A Grand Investment logoIn a region where global corporations were among the first to advance design thinking, the iterative, human-centered design process is enhancing learning and driving innovation in after-school programs, K12 and higher education. This is the first in a three-part series that takes a look at where that’s happening and what it looks like in West Michigan.

Taking cues from design pioneers

In a design-centric region that is home to furniture design pioneers like Herman Miller (think the iconic Eames Lounge and Aeron chairs) and Steelcase (check out the new SILQ office chair that intuitively responds to its occupant’s movements), it may come as no surprise that design thinking is driving innovation in education, as well.

In West Michigan, educational institutions and enterprises are becoming purveyors of the collaborative problem-solving methodology that employs empathy to understand and clearly define a problem, then engages in collective ideation and several rounds of prototyping, trial and error before landing on – and employing – a solution.

GVSU Prototyping Planning

Photo Credit: Dr. David Coffey of Grand Valley State University


A human-centered approach

The process is human-centered. According to Tim Brown, CEO and president of global design company IDEO – formerly a division of Steelcase – innovation born of design thinking is powered by a thorough understanding, through direct observation, of what people want and need in their lives and what they like or dislike about the things designed to meet those wants and needs. This goes well beyond product design and applies to services, processes, experiences and strategies. Design thinking brings a human-centered approach to how these things are conceptualized, made, marketed, sold, delivered and supported.

Dr. David Coffey, a mathematics professor at Grand Valley State University (GVSU), points to these human-centered solutions as a reason design thinking is critical to innovation in education.

“We have de-humanized the profession of teaching by focusing almost entirely on quantitative data from test-scores,” he says. “Design thinking brings empathy back into the decision-making process; this helps us to plan lessons, curricula, classrooms, schools ... with children in mind.”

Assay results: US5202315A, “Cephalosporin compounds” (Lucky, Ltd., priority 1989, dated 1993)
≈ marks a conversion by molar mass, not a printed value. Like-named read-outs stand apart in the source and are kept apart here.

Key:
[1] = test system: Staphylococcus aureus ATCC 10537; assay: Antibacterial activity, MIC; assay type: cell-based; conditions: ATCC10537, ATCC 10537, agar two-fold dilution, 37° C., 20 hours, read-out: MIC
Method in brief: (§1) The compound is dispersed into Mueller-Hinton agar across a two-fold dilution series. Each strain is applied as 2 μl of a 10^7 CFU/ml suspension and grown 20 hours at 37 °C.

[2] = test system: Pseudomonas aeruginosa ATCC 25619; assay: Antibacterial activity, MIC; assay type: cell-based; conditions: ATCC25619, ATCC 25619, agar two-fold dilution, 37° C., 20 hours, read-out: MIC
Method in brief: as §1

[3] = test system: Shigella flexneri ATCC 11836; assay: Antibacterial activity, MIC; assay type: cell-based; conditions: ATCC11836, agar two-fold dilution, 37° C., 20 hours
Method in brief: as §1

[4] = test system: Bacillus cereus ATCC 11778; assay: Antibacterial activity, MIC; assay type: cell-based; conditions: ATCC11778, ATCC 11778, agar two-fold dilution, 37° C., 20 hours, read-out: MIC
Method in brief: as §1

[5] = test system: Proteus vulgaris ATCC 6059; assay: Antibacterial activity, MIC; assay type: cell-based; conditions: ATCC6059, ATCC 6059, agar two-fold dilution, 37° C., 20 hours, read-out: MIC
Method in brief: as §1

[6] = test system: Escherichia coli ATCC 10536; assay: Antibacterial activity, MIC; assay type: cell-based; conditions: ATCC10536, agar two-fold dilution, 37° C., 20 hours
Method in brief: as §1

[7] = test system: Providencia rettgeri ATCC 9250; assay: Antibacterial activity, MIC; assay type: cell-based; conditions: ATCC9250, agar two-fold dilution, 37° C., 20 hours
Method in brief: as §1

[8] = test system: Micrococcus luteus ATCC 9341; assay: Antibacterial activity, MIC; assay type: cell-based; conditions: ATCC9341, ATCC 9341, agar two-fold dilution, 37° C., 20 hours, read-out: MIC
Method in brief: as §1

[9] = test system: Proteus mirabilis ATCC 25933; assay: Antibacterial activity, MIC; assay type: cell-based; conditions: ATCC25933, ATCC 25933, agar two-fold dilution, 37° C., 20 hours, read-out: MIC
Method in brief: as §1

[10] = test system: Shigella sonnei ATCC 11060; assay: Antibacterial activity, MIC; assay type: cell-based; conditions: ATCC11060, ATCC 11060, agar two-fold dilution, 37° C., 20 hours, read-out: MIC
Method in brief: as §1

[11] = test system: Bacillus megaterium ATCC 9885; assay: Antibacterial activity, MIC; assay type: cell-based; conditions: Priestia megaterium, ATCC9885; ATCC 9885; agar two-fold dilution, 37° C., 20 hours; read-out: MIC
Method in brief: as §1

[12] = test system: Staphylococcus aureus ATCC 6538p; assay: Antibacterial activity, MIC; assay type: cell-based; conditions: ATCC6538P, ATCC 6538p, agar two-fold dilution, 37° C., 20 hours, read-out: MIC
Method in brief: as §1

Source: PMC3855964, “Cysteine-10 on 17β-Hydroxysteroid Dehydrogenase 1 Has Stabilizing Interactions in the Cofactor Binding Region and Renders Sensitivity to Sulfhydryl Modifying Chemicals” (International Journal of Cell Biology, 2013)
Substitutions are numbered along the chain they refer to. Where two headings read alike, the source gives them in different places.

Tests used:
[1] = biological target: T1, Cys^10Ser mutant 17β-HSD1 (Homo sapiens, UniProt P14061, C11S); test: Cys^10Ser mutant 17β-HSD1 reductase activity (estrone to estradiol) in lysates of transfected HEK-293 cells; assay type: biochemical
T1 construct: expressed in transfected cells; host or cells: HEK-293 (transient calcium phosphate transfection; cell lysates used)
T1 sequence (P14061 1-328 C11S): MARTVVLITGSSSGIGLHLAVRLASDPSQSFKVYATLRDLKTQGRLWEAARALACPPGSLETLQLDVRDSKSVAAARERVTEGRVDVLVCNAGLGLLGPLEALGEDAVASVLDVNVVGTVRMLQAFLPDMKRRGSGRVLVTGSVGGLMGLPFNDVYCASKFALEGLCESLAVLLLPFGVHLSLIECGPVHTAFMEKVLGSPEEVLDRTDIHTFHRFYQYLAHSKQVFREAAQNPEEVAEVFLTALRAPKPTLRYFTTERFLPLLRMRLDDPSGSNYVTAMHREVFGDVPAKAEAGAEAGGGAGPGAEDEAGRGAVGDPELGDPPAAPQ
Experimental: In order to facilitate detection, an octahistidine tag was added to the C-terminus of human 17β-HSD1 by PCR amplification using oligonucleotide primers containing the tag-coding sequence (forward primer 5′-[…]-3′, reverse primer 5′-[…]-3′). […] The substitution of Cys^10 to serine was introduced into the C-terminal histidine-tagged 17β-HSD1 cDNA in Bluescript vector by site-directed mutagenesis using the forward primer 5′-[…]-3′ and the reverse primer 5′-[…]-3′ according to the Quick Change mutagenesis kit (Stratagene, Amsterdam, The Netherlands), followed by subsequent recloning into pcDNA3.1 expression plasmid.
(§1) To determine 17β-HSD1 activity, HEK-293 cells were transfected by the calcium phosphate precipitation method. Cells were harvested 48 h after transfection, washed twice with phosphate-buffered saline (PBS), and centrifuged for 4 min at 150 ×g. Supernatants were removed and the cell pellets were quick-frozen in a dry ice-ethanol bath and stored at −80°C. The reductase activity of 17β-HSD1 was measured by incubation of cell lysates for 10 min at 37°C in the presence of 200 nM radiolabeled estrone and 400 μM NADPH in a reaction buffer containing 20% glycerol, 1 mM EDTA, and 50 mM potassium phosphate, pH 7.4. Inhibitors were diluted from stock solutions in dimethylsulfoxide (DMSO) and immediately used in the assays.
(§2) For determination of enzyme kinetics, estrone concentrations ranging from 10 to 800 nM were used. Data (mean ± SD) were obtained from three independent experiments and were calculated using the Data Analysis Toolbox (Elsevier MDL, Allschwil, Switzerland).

Design thinking brings empathy back into the decision-making process
- Dr. David Coffey, a mathematics professor at Grand Valley State University (GVSU)

Empowering students to be problem solvers

Coffey, who was trained at the Stanford d.school, is part of the Design Thinking Initiative through the Pew Faculty Teaching and Learning Center at GVSU and is a consultant for the university’s Design Thinking Academy.

The academy is a non-credit program on design thinking patterned after the Stanford d.school and aims to prepare students to be innovative problem solvers who will find and lead solutions to civic, social and business challenges. It’s the first program of its kind for undergraduate students.

Participants begin with a design thinking deep dive, then they are assigned a client. The students work with that client and a small academy team – including a GVSU faculty coach – to develop a solution to a community-based issue.

That’s why many Grand Rapids-area educators are applying design thinking to everything from corporate workshops and career training to after-school programs, university curricula, model school development, facility design, K12 school district strategy and pedagogy.

Goals are to enhance equity and inclusion and create immersive learning experiences that promote problem solving, encourage student and community engagement, and deliver a more satisfying and successful educational experience.

Group discussion at Stanford d.school

Photo Credit: Standford d.school


“Design thinking is essentially creative problem solving,” explains Coffey.  “And the current problems in education could use some creative solutions. Too often we tinker around the edges or repurpose old ideas and nothing really changes. Design thinking offers a set of mindsets and methods that can bring creativity back into educational decision-making; it encourages out-of-the-box thinking.”

In next month’s “Grand Investment” post, we’ll look at how one area K12 district has applied design thinking to create an out-of-the-box – and out-of-the-classroom – solution. 

A Grand Investment is an ongoing series exploring the business landscape of Grand Rapids. Michigan’s fastest growing metro area and one of the nation’s strongest economies, Grand Rapids is fueled by a creative, collaborative spirit that generates global, national and entrepreneurial investment. This series highlights leading sectors of the local economy and underscores the city’s suitability for innovation-focused meetings. 

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